This 1982 slasher has everything going for it. A classic synthesized Halloween theme song rip-off, Donna Wilkes, who shrieked her way through Jaws II and later played hot hooker Angel, and teen angel Frankie Avalon as the killer! Need I say more? Okay, I don’t need to, but I can’t resist. I guess this post is loaded with spoilers, but I don’t think this treasured entry in my 80s horror library could be spoiled anymore rotten than it already is.
Following traditional slasher formula, we are immediately treated to a prelude of some kid playing his flute as he witnesses a violent family murder. Flash ahead to the present (aka: 1982), and said kid is now grown-up Frankie Avalon, still playing the flute and locked up in a mental institution until he pulls a Michael Myers (sans mask for the remainder of the film) and escapes the institution. Not sure if the Beauty School Dropout Teen Angel (now the Teen Angel of Death) knows what’s drawing him towards Angel the hooker, but he sets off in her direction.
Angel isn’t actually a hooker this time around, but more like daddy’s little ho if we believe what her abusive daddy thinks about her. Despite her being in a leg brace, daddy believes she’s whoring around in backseats at night, planting that hefty leg brace on the ceiling of every car she can hobble into. It’s amazing how an actress can do such a convincing job as a terrified teen in a Hollywood blockbuster like Jaws II, but put her in a low budget slasher starring Frankie Avalon a few years later and she goes down as one of the worst final girls in slasher history. Angel ho is absolutely terrible in this film, while the Teen Angel of Death is pretty brilliant in his follow-up role to Grease. Yes, Frankie Avalon actually plays an awesome psychotic murderer.
Teen Angel of Death’s calling card is his flute. Criticize his melodic blood song and you’re dead meat. In a way, this film is a lot like Rob Zombie’s Halloween 2 in that most of the killer’s victims are random slices of white trash he meets on his journey to the final girl, with whom he has some sort of psychic connection because…get this. When Angel ho messed up her leg, she needed a transfusion, and got it from Teen Angel of Death! So now, when he’s about to kill someone, we get a serious close-up of Angel ho’s eye, which turns into a spiraling cartoon graphic that spins us into the scene of Teen Angel of Death wasting another victim. Angel ho is psychically witnessing every murder thanks to the blood flowing through her veins. Of course, no one believes her, which means it’s time for a lonely walk on the beach montage (well, actually, a limp on the beach). Out comes a faux 1970s Streisand “The Way We Were” ballad! OMG. This movie is a mess!!! I can’t help but wonder if it was actually filmed in the late 70s and not released until 82, because the Teen Angel of Death even picks up a hitchhiker who exclaims with glee, “You’ve got an 8-track!”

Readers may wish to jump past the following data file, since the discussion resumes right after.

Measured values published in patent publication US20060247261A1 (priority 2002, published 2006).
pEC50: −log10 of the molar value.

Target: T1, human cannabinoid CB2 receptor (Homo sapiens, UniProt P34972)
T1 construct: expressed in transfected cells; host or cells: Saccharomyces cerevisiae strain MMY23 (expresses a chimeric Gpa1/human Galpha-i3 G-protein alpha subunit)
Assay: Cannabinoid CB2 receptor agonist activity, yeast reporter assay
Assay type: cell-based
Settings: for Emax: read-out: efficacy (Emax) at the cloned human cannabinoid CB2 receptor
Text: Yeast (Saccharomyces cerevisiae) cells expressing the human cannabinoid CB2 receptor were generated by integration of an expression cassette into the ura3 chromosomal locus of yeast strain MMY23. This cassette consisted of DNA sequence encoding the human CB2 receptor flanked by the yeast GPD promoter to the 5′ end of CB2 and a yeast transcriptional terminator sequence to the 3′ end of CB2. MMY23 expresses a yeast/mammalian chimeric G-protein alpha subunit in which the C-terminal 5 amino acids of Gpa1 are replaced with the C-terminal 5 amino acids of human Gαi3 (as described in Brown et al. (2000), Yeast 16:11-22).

Well, one murder leads to another, Angel ho sees the Teen Angel of Death standing outside her classroom window in true Halloween fashion (again, sans the mask), which all leads up to the 1 hour and 7 minute mark in the movie, when the final chase scene begins…probably one of the longest chase scenes in slasher history, taking us all the way to the 1:22 mark! Awesome. I don’t even think Wendy ran through the desolate Prom Night halls for that long. Anyway, this chase scene lands us in a logging mill, and our lame Angel ho manages to jab Teen Angel of Death a few times with sharp objects she finds around the joint, which levels the physical disabilities playing field and forces him to bring out the big gun…a fricking fork lift! That’s right. He lifts Angel ho way up to heaven, with Angel ho not quite able to tap into the convincing terror she felt being chased by a mechanical shark four years earlier. But she doesn’t have to fake fear for long, because she pulls a serious Angel ho-revenge move and TACKLES the Teen Angel of Death, screaming, “I hate you, I hate you, I hate you!” This shockingly aggressive behavior causes him to lose control of the forklift, babbling like a baby as he is sent off a dock and into a watery grave. Or is he? Because just when Angel ho thinks she’s safely back in a hospital (probably waiting for another psycho’s blood transfusion for a sequel that could be set in the hospital: wink wink)…the strains of the blood song begin again….